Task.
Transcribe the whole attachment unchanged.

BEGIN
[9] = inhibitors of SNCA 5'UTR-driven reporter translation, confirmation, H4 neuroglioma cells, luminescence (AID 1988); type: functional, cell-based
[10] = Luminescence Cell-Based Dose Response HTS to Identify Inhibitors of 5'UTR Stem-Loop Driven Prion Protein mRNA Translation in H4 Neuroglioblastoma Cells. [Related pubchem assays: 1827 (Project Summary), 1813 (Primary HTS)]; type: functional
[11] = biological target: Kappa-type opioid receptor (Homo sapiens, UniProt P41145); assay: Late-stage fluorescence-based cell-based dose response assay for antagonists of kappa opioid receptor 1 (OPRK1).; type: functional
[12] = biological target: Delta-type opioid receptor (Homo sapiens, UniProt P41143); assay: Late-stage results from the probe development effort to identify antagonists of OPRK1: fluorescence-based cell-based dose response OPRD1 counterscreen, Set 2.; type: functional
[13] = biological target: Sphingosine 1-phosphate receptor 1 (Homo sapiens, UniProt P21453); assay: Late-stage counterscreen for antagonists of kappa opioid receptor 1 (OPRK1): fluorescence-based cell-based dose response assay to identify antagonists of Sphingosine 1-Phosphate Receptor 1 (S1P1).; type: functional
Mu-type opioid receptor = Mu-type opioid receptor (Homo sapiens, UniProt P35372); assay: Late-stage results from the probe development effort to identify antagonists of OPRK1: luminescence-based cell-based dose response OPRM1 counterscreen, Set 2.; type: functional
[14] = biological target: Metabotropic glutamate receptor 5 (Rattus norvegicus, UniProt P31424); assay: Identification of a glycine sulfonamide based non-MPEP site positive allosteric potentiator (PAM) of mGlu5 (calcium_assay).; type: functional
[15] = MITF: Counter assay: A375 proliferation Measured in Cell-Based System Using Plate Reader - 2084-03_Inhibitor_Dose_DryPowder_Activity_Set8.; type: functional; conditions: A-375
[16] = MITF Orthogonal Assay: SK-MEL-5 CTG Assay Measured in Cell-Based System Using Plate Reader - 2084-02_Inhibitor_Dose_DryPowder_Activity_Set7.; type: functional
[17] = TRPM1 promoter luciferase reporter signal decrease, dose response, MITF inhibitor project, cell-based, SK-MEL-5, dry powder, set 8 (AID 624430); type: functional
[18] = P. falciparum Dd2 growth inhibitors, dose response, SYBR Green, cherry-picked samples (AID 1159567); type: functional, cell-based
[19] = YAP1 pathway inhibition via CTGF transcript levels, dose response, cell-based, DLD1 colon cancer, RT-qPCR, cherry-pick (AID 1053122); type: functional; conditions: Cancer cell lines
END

[9] = inhibitors of SNCA 5'UTR-driven reporter translation, confirmation, H4 neuroglioma cells, luminescence (AID 1988); type: functional, cell-based
[10] = Luminescence Cell-Based Dose Response HTS to Identify Inhibitors of 5'UTR Stem-Loop Driven Prion Protein mRNA Translation in H4 Neuroglioblastoma Cells. [Related pubchem assays: 1827 (Project Summary), 1813 (Primary HTS)]; type: functional
[11] = biological target: Kappa-type opioid receptor (Homo sapiens, UniProt P41145); assay: Late-stage fluorescence-based cell-based dose response assay for antagonists of kappa opioid receptor 1 (OPRK1).; type: functional
[12] = biological target: Delta-type opioid receptor (Homo sapiens, UniProt P41143); assay: Late-stage results from the probe development effort to identify antagonists of OPRK1: fluorescence-based cell-based dose response OPRD1 counterscreen, Set 2.; type: functional
[13] = biological target: Sphingosine 1-phosphate receptor 1 (Homo sapiens, UniProt P21453); assay: Late-stage counterscreen for antagonists of kappa opioid receptor 1 (OPRK1): fluorescence-based cell-based dose response assay to identify antagonists of Sphingosine 1-Phosphate Receptor 1 (S1P1).; type: functional
Mu-type opioid receptor = Mu-type opioid receptor (Homo sapiens, UniProt P35372); assay: Late-stage results from the probe development effort to identify antagonists of OPRK1: luminescence-based cell-based dose response OPRM1 counterscreen, Set 2.; type: functional
[14] = biological target: Metabotropic glutamate receptor 5 (Rattus norvegicus, UniProt P31424); assay: Identification of a glycine sulfonamide based non-MPEP site positive allosteric potentiator (PAM) of mGlu5 (calcium_assay).; type: functional
[15] = MITF: Counter assay: A375 proliferation Measured in Cell-Based System Using Plate Reader - 2084-03_Inhibitor_Dose_DryPowder_Activity_Set8.; type: functional; conditions: A-375
[16] = MITF Orthogonal Assay: SK-MEL-5 CTG Assay Measured in Cell-Based System Using Plate Reader - 2084-02_Inhibitor_Dose_DryPowder_Activity_Set7.; type: functional
[17] = TRPM1 promoter luciferase reporter signal decrease, dose response, MITF inhibitor project, cell-based, SK-MEL-5, dry powder, set 8 (AID 624430); type: functional
[18] = P. falciparum Dd2 growth inhibitors, dose response, SYBR Green, cherry-picked samples (AID 1159567); type: functional, cell-based
[19] = YAP1 pathway inhibition via CTGF transcript levels, dose response, cell-based, DLD1 colon cancer, RT-qPCR, cherry-pick (AID 1053122); type: functional; conditions: Cancer cell lines